Warming up before a swim

edited March 2012 in General Discussion
On all my OW long swims to date, I've felt like sh*t for the first hour or so. Usually shoulder pain in both shoulders, like I haven't warmed up enough. Then, at around the hour mark, within the space of 5 mins, it's like everything suddenly loosens out and I can settle down and concentrate on swimming, rather than pain management. This is regardless of how much (or how little) dry land stretching etc I do beforehand. For OW, it's usually not really practical to do a swim warmup, so I usually have to hit the water dry and try to hit the pace early on. It's pretty much the same in the pool, but here you can stop a few times during the warmup and stretch it out, so it doesnt normally take as long to "get going".
At the moment, my workload is pretty high (for me) at 35-45Km / week on average, mostly at a good pace, so I'm not rested as such prior to a big swim.
So, am I alone here? Does anyone else have the same problem? Any thoughts?

Comments

  • jenschumacherjenschumacher Charter Member
    Yes, I have encountered the same problem, although not consistently. I find I struggle with that when I take it out too hard (usually from wanting to warm up sooner). Instead, I try to kick vigorously at the start to warm up that way and let my arms relax until I'm warm, and then pick up the pace. I've tried bringing stretch bands/cords down to the beach to warm up my arms first, but I have not found that as useful for me, but may be worth a try for yourself to see. One thing that almost always works though - doing a pool workout before an ocean swim with as little time between the two as possible.
  • holte2fholte2f Charter Member
    Interesting, I thought it was just me... whether endurance running or swimming I find I am breathless in first 30mins, then settle - but I also slow down by 5 or 10secs per 100m. Warm up makes no difference to me, neither does a day off between swims.
  • SharkoSharko Sonoma County, CAMember
    One of the techniques that was shown to me in training was alternate nose breathing...until the muscles are well saturated with O2 before starting...all of my longer swims start out slow (takes me an hour to get the motor warmed up) with a deliberate stretch and reach. The technique is to cover one nostril with the thumb and breath in on the opposite nostril and out through mouth 8 or 10 times and then switch to the other one....a bit like hyperventilating before a free dive....seems to help along with stretching the pecks on a vertical board while consciously breathing into and out of the muscle....maybe kind of a yoga technique???
    "I never met a shark I didn't like"
  • evmoevmo San FranciscoAdmin
    @ColmBreathnach Why do you have to "try to hit the pace early on" - because of the cold? If I hit the water not-warmed-up, I always try to stay very smooth & relaxed for the first few minutes and build into a pace. I think if I tried to hit a pace right away, I'd probably experience symptoms just like you describe.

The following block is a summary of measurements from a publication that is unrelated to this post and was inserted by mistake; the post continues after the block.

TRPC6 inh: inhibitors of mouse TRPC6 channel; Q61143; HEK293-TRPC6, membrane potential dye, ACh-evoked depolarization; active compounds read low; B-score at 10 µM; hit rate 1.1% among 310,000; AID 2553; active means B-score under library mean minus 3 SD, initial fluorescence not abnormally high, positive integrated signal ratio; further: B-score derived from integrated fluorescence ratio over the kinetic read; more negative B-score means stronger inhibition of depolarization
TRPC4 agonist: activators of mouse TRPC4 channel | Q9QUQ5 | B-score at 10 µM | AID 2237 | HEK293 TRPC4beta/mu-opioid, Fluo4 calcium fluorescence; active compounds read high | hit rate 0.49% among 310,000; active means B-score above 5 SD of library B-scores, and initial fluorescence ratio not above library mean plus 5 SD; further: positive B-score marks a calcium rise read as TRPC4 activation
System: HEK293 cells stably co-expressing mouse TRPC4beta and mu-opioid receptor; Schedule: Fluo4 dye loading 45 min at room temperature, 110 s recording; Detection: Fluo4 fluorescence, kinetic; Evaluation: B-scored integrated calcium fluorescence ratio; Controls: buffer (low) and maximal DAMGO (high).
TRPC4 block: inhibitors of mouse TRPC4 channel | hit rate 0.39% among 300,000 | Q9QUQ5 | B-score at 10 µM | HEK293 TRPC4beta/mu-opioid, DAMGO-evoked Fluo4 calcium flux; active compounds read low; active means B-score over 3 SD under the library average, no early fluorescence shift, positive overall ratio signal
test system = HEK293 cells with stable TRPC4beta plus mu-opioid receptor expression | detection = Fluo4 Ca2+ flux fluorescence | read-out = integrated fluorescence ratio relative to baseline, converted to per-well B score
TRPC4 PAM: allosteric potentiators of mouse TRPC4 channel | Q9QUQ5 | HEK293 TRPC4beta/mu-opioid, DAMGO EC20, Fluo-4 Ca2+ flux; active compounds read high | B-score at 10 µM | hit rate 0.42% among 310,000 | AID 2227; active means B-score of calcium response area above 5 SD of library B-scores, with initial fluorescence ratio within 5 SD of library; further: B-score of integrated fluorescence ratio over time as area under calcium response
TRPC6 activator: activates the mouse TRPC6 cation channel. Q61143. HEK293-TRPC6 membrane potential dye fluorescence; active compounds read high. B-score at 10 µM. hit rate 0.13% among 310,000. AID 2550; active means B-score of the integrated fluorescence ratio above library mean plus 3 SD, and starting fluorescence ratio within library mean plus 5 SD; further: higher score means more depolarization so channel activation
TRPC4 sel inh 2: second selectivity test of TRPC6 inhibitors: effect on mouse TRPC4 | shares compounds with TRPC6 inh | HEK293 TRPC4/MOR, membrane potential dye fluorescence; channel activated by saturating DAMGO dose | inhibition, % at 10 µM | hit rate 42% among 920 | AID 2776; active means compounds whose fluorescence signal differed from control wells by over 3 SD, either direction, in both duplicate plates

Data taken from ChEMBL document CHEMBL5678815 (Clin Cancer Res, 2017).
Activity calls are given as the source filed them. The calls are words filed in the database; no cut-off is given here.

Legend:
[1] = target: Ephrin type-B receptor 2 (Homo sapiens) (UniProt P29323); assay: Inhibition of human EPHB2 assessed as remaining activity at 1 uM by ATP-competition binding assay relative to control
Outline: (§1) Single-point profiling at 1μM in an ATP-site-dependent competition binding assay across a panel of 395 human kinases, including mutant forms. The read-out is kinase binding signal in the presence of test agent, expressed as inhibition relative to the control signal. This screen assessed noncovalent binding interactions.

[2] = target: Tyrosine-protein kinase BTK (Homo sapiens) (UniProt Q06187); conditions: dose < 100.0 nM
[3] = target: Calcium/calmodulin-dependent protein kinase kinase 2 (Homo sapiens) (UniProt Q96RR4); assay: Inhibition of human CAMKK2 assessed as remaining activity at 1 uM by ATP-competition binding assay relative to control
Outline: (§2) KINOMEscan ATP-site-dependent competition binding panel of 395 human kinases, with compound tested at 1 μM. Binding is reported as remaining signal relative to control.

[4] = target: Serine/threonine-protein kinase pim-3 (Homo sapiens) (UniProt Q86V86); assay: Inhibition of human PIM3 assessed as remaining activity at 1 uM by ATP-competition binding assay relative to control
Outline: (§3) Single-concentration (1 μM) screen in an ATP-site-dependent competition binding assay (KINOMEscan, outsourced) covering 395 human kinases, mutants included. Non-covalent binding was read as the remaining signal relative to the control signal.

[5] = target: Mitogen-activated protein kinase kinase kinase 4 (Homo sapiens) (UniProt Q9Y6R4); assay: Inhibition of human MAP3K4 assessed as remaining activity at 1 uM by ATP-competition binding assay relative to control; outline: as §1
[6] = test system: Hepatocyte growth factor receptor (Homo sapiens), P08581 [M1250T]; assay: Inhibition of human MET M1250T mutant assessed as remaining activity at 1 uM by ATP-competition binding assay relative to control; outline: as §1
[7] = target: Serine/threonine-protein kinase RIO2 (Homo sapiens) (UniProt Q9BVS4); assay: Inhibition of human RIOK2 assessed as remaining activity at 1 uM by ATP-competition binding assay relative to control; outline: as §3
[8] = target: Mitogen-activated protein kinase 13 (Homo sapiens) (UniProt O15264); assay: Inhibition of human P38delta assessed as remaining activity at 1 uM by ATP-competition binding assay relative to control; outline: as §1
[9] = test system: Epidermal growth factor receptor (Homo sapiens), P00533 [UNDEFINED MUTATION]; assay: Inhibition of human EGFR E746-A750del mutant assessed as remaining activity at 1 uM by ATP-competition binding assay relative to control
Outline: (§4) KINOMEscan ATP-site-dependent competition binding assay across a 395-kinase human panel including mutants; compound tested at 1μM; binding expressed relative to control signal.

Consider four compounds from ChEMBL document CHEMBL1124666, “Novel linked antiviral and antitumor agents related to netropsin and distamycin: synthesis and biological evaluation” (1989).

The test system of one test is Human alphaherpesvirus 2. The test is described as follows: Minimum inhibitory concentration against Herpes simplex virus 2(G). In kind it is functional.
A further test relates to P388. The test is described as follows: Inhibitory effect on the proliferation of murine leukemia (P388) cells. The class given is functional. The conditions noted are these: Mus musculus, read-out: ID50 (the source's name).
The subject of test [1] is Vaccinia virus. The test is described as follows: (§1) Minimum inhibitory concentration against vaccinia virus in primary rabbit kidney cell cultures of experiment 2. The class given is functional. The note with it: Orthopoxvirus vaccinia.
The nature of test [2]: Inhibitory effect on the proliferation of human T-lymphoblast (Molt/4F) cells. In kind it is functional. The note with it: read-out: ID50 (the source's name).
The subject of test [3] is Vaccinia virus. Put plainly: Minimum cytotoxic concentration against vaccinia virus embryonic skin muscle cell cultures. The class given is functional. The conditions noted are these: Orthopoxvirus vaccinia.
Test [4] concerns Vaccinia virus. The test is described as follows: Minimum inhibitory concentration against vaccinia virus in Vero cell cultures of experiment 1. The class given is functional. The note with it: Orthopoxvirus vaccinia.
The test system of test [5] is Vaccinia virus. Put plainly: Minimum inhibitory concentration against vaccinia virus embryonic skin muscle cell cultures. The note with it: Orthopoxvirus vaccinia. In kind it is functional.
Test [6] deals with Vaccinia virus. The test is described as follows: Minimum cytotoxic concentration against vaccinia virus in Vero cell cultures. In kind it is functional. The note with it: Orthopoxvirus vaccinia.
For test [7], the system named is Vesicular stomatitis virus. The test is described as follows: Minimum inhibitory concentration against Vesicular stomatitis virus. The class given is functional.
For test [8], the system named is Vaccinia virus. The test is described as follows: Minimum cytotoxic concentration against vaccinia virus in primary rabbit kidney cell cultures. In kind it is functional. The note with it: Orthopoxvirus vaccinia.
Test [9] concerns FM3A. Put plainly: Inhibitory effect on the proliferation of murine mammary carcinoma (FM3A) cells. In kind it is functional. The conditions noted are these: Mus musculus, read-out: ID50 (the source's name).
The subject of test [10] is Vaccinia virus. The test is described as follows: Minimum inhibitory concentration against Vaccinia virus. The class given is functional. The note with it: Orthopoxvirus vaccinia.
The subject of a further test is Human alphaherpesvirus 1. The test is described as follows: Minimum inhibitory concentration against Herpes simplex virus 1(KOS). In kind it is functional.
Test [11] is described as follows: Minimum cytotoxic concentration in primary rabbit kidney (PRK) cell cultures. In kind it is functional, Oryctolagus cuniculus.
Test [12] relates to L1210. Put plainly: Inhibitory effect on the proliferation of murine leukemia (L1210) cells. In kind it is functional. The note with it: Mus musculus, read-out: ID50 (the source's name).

If I don't have access to a pool and can't afford to "build into a pace" - e.g., a short-distance OW race - I opt for some light jogging, light bands (stretch cords), and dynamic stretching. Recent physiology research recommends against static stretching in a non-warmed-up state, but personally I like to include some light rotator cuff stretches too.
  • Thanks for the replies.
    @jenschumacher, good idea, i'll try it next time.
    @sharko, i had to read your post a few times to try and figure out how I was going to do this in the water, until it clicked, do you do this on land?
    @evmo, hitting the pace early on goes back (way way back) to when I was fast and competitive. I guess there's still a desire to compete that's hard to fight. If I could build up a pace within a few minutes, I'd be delighted, but all the short distance swims, < 1 hour, I just waste most of it waiting for the pain to go away before I can crack on. I reckon 3 hrs is my ideal swim time. 1hour to warm up, 1 hour to catch up, 1 hour to "make them hurt".

    I find doggie paddle pretty good actually, but I suspect most swim organisers would get a bit anxious if swimmers started off a race doing that ;-)

  • mmeadmmead Charter Member
    I struggle with this too. Ideally I need 2-3km of warm up before I really start working hard, but that is not realistic in a race situation. I've been trying out a new set once a week for the last couple weeks to help prep my body to take a race out fast, catch my breath, and bring it back fast.

    1x500 Easy Warm Up
    5x100 (About 1:00-1:15 Rest) @ 100% Effort
    4x500 Odds Swim, Evens Pull and Descend @ Best Possible Interval+10 Base
    10x50 (About :15-:20 Rest) 25 Easy/25 FAST

    It doesn't feel good but then again, maybe it will make the race feel better. Eventually I'm going to start doing this set with no warmup, maybe just some bands and jogging for a more realistic situation. And yes, whenever possible, warm up at the pool before a race.
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